Based on the computer-based clinical IGT version, Bechara (2007) published a professional manual for clinical assessment. However, prior to the publication of the IGT manual, few studies had already examined the new version’s constructional validity. To examine the constructional validity of IGT, Buelow and Suhr (2009) reviewed numerous studies related to executive functions, decision making, and IGT, including studies on brain damage, functional imaging, children and adolescents, adults, drug abusers, pathological gamblers, OCD, and schizophrenia. They also discussed three issues that may influence the constructional validity of IGT: (1) the kind of decision abilities measured by IGT; (2) the absence of evidence of IGT reliability; and (3) the impact of personality traits and emotional state on IGT performance. They demonstrated that a small part of normal control groups perform worse in IGT and interpreted this finding based on two factors, namely, personality and emotional state. Suhr and Tsanadis (2007) suggested that bad IGT performance is related to high scores of reward responsiveness, fun seeking, and negative emotional states. However, they provided inconsistent evidence in their subsequent study (Hammers and Suhr, 2010). Furthermore, Horstmann et al. (2012) have also demonstrated that there exist various decision patterns in a healthy subject group. In short, reliability and validity are still critical problems in the clinical IGT version.
Over the past decade, an increasing number of investigations have pointed out a serious design flaw and a confounding factor in the IGT. Gain-loss frequency (GLF), rather than EV, can predict the choice behavior of the control group of normal decision makers (Wilder et al., 1998; Fernie and Tunney, 2006; Chiu and Lin, 2007; Fernie, 2007; Lin et al., 2007, 2008, 2009; Chiu et al., 2008; Fum et al., 2008; Stocco and Fum, 2008; Stocco et al., 2009; Napoli and Fum, 2010). This “prominent deck B phenomenon” (PDB phenomenon) refers to the finding that normal subjects prefer bad deck B, which offers high-frequency gain but has a negative EV (Lin et al., 2007; Chiu et al., 2012). Researchers have suggested that under uncertainty, even normal decision makers are most influenced by GLF; they are driven by immediate prospects rather than by long-term benefits. Foresighted decision making is very difficult in highly ambiguous situations. This viewpoint of immediate gain-loss is consistent with the behavioral decision literature, which describes the prospect theory (Kahneman and Tversky, 1979; Kahneman, 2003).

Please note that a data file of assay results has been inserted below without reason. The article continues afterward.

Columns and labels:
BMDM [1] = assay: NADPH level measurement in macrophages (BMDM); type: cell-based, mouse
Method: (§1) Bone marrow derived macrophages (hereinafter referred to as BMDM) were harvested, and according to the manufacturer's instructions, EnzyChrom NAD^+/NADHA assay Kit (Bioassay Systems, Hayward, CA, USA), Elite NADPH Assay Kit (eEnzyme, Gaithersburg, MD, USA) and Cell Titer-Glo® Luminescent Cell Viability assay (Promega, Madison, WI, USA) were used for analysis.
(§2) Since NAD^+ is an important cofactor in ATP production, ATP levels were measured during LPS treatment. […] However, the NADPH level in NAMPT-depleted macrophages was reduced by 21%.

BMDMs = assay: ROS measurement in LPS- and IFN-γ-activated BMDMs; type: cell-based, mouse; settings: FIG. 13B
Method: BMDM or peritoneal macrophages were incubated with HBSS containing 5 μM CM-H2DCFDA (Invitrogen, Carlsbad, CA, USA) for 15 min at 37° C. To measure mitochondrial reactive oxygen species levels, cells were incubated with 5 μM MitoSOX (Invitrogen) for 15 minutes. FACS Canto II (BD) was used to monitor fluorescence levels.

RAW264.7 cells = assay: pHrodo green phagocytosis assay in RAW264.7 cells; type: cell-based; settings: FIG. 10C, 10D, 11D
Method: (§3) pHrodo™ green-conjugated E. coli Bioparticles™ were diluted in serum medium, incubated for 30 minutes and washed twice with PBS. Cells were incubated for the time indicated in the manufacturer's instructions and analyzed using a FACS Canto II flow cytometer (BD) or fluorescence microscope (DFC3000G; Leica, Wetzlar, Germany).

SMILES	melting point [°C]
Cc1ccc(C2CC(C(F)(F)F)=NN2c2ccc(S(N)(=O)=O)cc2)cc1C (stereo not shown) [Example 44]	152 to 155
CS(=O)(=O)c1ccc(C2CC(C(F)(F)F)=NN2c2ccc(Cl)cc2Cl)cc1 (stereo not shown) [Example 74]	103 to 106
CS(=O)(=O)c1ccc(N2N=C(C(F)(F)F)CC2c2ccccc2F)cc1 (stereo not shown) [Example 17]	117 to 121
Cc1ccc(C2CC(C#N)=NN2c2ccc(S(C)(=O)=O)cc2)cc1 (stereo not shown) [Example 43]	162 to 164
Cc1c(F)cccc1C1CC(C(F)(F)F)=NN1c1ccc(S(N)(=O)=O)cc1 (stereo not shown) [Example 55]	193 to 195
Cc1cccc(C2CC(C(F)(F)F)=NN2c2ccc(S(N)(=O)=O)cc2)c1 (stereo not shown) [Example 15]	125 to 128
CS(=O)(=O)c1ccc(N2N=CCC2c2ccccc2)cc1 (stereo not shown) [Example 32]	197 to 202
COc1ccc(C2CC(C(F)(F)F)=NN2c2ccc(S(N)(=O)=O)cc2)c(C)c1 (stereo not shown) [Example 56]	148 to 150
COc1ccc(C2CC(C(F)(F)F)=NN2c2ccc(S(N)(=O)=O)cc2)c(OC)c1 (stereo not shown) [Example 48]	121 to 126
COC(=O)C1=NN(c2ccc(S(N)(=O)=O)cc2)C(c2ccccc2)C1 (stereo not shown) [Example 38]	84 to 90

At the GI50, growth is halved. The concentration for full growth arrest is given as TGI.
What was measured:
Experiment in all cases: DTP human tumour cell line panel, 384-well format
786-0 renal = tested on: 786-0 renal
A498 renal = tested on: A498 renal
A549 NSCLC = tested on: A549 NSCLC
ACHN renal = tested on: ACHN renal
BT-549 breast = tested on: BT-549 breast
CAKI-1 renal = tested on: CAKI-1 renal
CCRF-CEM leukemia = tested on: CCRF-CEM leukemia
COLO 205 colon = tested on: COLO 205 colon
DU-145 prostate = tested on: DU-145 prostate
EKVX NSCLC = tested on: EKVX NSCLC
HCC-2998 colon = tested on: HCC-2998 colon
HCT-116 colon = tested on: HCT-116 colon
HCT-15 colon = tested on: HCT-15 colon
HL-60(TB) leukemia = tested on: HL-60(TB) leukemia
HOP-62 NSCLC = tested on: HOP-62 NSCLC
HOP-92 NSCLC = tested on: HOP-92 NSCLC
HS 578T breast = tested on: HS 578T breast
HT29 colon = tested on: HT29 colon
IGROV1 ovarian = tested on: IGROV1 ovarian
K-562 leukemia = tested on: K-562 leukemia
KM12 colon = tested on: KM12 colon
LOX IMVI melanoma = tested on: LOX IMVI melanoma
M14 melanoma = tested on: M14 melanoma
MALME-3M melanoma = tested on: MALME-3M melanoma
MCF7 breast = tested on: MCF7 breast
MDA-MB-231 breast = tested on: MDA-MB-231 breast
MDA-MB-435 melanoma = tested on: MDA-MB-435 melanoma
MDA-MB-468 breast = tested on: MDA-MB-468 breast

Growing research on clinical populations and behavioral modeling has revealed that GLF is the primary variable affecting the choices not only of control groups (Ahn et al., 2008; Horstmann et al., 2012), but also of patient groups (O’Carroll and Papps, 2003; Ritter et al., 2004; Toplak et al., 2005, 2010; Dunn et al., 2006; Martino et al., 2007; van Holst et al., 2010; Upton et al., 2012).
The Iowa research group has identified the PDB phenomenon in clinical studies (Sevy et al., 2007; Johnson et al., 2008). Notably, the description for deck B in Bechara’s (2007) professional manual is different from the basic IGT assumption (Bechara et al., 1994). Descriptions for the decks in the manual are as follows:
Deck A’. Deck A’ is almost universally avoided by neurologically intact individuals. A high number of cards selected from this deck is strongly indicative of the presence of decision-making impairments in the examinee … Deck B’. A low number of cards selected from Deck B’ is strongly indicative of good or advantageous decision-making capacity on the part of the examinee. However, a high number of cards selected from this deck is less conclusive because the total number of selections from this deck in neurologically intact individuals can approach that of neurologically impaired patients…… (Bechara, 2007, p. 9)